Deconstructing the Phoenix Mountain Preserve

More than a decade ago the creators of the mountain preserves nailed down their boundaries. Now a new generation of city staffers isn't sure they exist.

Nor does the Parks Department have draconian plans for the preserve lands. "If as we go around, if the Water Department land can be officially incorporated into the preserves and still make an exception where the Water Department can still maintain those facilities, then I'm going to urge that it be put into the preserve boundaries," says Jim Colley.

But Chapter 26 already gives the City Council full access to the preserves to make sure that the water department can already maintain those facilities.

So what's the point? Discretion over city properties: The city could rebuild its water towers without even considering the Parks Board or the pesky oldtimers from the PMPC who seem to be hovering over its every move, staking out its meetings and taking notes. One supposes, though, if the water properties are cut loose, down the road, the city would be more free to explore private-public partnerships to manage them without Parks Board interference.

Theoretically, if lands along the edges were written out of the preserves, the city would be more free to deal with developers, who still loom large in the fears of the mountain preserves activists.

If the city decides to hold the 27-acre flood control land above Mountain View Park out of the preserves, what's to prevent them in the future from building much-needed facilities such as soccer fields there?

And what of the communications towers on top of South Mountain? Their pads sit on South Mountain Park land. The federal patents that gave the land to the city in the first place say that they have to stay there for "public convenience." Some of the 101 tower licensees provide governmental communications, the rest commercial TV, radio, pagers and a whole array of telecommunications that defy distinct boundaries.

Jim Burke ponders whether the land beneath the tower pads will be judged to be preserves in spite of its grandfathered use. "And if that happens, what does that mean?" he asks. "Does that mean we can never build another tower there or fix their road or bring up another generator?"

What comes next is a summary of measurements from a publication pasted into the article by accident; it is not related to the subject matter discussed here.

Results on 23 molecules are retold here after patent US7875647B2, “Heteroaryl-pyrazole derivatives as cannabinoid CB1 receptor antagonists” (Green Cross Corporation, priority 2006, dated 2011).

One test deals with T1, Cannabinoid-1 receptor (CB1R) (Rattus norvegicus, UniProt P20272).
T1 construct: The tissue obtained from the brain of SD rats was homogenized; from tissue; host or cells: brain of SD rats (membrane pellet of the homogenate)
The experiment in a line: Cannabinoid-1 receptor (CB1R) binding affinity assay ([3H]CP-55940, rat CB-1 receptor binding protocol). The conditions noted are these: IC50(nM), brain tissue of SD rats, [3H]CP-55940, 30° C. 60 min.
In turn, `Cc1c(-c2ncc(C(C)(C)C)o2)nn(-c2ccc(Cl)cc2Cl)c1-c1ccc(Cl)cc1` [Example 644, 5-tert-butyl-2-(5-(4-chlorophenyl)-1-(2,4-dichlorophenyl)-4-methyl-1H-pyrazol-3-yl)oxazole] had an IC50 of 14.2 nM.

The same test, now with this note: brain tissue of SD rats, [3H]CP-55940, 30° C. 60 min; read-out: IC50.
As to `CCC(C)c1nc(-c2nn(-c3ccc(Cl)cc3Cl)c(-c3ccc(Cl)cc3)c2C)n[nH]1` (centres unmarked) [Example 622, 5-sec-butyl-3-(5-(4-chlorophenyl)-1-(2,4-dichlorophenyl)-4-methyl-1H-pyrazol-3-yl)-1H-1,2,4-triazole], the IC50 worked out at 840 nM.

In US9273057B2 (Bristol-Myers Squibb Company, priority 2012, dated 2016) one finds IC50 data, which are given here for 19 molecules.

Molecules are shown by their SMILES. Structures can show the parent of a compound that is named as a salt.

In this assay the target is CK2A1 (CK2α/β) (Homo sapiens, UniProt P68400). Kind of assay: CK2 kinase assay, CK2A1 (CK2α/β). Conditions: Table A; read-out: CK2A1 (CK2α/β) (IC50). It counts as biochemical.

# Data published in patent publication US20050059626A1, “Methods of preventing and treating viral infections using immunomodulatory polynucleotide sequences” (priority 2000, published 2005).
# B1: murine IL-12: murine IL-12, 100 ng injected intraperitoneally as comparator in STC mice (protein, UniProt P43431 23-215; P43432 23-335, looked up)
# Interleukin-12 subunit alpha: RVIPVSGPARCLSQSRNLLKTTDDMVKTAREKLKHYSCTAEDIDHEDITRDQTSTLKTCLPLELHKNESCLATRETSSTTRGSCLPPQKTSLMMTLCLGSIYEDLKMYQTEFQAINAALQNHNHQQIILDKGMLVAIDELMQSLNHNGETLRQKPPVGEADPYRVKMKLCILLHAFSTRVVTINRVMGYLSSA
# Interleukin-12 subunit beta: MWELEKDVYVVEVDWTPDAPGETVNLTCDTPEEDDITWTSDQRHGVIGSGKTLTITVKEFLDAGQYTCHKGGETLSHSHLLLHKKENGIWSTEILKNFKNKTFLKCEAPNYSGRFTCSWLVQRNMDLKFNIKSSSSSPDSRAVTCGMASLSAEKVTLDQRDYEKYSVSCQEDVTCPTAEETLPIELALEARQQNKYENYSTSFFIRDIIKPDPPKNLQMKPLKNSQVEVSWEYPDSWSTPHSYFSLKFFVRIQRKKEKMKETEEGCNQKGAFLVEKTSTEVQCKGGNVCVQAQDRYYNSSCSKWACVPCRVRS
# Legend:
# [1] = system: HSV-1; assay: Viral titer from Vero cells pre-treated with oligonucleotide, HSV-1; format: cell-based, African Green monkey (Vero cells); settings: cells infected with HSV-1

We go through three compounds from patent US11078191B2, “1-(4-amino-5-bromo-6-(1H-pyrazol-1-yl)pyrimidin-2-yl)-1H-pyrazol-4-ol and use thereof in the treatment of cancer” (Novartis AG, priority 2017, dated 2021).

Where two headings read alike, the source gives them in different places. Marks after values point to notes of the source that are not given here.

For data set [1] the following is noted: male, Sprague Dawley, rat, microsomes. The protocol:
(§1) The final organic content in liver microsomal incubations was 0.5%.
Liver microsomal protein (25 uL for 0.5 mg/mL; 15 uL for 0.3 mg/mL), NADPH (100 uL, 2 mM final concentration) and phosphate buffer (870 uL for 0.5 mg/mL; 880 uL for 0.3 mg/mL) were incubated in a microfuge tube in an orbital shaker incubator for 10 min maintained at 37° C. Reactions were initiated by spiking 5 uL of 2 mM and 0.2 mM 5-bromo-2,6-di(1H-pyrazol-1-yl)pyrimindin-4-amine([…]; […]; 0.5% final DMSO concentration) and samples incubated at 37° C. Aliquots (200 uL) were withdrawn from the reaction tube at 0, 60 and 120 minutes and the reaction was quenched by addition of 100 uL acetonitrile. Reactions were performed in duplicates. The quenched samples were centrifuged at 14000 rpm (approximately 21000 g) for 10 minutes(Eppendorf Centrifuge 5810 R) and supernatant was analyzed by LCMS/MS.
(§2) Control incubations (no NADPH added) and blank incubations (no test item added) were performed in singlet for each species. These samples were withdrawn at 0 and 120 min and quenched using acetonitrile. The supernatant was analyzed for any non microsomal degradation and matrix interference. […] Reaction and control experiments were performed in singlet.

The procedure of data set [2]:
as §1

SRP and US West both have been allowed to replace their old-fashioned wires with fiberoptic cables.

According to Dale Larsen, assistant parks director, those cables are not used for commercial purposes; the phone lines merely provide phone service to the tower facilities and the SRP cable mostly connects that company to its service fleet. Furthermore, the Parks Department worries those cables could be used for other purposes, and indeed, enterprising telecommunications firms have already asked if they could piggyback on them.

Cox Communications has looked into running fiberoptics up to the towers and down into Ahwatukee to provide back-up transmission power for local broadcasters in the event of a power failure. So far, the Parks Department has not figured out if that would be legal to install under Chapter 26.

Good question. It would be easier to accomplish if South Mountain were deemed to be park and not preserves, though that is not likely to occur.

Last week, a Cox affiliate received a license from the City of Phoenix to incorporate telephone service into its array of telecommunications offerings. According to Cox vice president Ivan Johnson, that service does not require a cable over South Mountain, but he admits that the company could find other uses for that cable if it were there.

If such uses were deemed beneficial for the city, there is a mechanism to get them done: a vote. But if the towers were separated altogether from parks, as if they were property of some other department, that would make other decisions easier.

The Parks Board's official position since 1972 has been that it will remove the towers as technology permits. So far, technology is moving toward towers and not away. And the board and the city are already fighting over the paltry $850,000 a year that the towers bring in. The board wants it to be redirected to South Mountain rather than into the city's general fund, where it now goes.

Barring a successful lawsuit by the Phoenix Mountains Preservation Council or any other group, according to the city interpretation of Chapter 26, the Parks Board will make recommendations to the City Council, and then the City Council will decide the preserves' boundaries once and for all--with no voter input.

The Parks Board is very much aligned with the Arizona establishment and very politically connected. Eric Gorsegner is an SRP lobbyist; former Department of Environmental Quality director Ed Fox is a high-profile Republican and an employee of APS. Both are quick to excuse themselves when their employers' names come up. Chairperson Ramonia Thomas is a prominent Republican and an executive in the state Department of Economic Security.

Board member Kevin DeMenna's connections are a bit more disquieting. In the past he has lobbied on behalf of organizations seeking to put a toll road through or around South Mountain, and for Sumitomo Sitix, whose north Phoenix plant the City Council smoked past the voters in 1995. Although DeMenna claims he no longer represents many of those clients, they are still listed after his name in the database of the Arizona Secretary of State. Which may not suggest ill intentions.

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